If you are a contractor considering pursuing public works projects, a surety bonding relationship with an agency that specializes in surety bonds is essential. The surety bond agent is the liaison between the contractor and the surety bond company. As surety bond specialists, the agents at Surety1.com understand what the surety companies are looking for. The purpose of this post tis to explain some of the terms your agent will be discussing to qualify a contractor for maximum performance bond capacity. This post will concentrate on the Balance Sheet Basics for Bonding.
See our “What is a Surety Bond” Video.
See our “How does the Surety Bond Process Work” Video
What is a Balance Sheet?
A very basic financial statement will always include a balance. The balance sheet is nothing more than a list of the assets and a list of the liabilities. The total assets less the total labilities equals net worth. It is important for this to be a positive number. Net worth is a measure of the loss absorbing capacity of a company. Depending on the relative size of a contractor and the specific trade of a contractor, the surety will net worth to be at least 10 to 20% of the total construction work program. The work program is the cost to complete on all open jobs. As such, if that number is $500,000, the surety will be looking for a net worth (total assets – total liabilities) of $50,000 to $100,000.
The other key balance sheet basic the surety will be interested in is working capital. Working capital is total current assets less total current liabilities. Current Assets are, in the most basic terms, assets that will be converted into cash within the next 12 months. Examples of current assets include:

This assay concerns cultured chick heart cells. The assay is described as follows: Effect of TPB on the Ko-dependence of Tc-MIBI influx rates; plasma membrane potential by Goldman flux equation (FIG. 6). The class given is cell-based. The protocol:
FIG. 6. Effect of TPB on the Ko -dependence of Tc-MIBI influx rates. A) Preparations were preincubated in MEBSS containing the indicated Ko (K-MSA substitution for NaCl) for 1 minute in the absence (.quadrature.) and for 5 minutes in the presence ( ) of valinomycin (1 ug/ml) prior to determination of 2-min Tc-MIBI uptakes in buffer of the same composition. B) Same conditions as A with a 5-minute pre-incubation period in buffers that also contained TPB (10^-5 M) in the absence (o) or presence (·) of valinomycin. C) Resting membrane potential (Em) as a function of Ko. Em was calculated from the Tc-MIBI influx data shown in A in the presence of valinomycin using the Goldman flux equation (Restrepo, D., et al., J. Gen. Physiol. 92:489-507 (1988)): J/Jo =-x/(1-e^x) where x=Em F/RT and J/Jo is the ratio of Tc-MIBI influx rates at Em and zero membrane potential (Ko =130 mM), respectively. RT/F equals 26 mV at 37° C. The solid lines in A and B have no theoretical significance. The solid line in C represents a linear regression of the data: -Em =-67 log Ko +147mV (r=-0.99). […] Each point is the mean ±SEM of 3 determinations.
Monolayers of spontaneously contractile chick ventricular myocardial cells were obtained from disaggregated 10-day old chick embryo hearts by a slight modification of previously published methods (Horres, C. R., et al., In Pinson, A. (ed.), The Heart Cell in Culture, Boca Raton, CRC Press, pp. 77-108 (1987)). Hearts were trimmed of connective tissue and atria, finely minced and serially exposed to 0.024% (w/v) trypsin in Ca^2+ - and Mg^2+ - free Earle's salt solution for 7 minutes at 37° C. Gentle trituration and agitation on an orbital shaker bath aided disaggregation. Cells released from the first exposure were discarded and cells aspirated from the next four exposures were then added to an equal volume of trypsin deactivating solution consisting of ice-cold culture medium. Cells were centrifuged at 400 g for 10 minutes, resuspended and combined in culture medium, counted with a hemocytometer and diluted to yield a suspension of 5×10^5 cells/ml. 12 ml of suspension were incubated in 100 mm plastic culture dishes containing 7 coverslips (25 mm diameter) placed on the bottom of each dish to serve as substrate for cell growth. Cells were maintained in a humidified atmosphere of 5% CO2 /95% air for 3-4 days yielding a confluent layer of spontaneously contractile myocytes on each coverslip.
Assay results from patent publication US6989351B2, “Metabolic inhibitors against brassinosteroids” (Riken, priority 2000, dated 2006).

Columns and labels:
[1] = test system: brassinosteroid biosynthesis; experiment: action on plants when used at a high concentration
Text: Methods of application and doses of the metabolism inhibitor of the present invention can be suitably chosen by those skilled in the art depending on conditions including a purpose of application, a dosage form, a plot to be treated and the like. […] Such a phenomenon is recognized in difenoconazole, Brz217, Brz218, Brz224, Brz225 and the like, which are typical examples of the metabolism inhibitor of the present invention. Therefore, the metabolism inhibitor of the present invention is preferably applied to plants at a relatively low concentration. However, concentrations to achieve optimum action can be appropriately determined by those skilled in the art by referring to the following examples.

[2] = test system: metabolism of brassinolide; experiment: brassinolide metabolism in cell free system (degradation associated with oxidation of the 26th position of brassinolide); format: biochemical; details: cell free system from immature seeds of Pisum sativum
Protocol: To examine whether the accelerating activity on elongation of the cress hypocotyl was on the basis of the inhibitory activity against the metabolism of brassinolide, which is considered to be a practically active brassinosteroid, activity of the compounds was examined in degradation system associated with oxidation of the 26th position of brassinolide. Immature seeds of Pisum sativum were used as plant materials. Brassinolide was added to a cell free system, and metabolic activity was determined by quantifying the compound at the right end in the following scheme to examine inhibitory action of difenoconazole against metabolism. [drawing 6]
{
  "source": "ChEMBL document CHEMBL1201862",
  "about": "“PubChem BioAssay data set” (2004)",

- Accounts Receivable
- Cash Equivalents
- Stock or Inventory
Examples of current liabilities include:
The surety company generally will be looking for a working capital to total work program of 5% to 10% or more. As such, if the cost to complete on all bonded open projects is $500,000, the surety will be looking for a working capital number (total current assets – total current liabilities) of $25,000 to $50,000.
This is a very simplistic explanation of the balance sheet basics. There are many other nuances to the composition of a balance sheet that explained here. For more information and to gain a better understanding of the entire performance bond underwriting process, contact a surety expert at Surety1.com, [email protected] or phone (877)654-2327.
Surety1.com is a service of AssuredPartners one of the largest and fastest growing insurance agencies in the nation. Representing over a dozen surety bond companies, Surety1.com is the premier online provider of surety bonds nationwide since 2003. Below is a list of other helpful performance and payment bond related posts.
What are Overbillings?
What is Profit Fade
Performance Bond Underwriting Guidelines
What are Underbillings
Performance and Payment Bond General Information Page
About the Author
John Page started his surety bond career in 1987. He was a vice president of a top ten surety bond company prior to founding Surety1.com in 2003.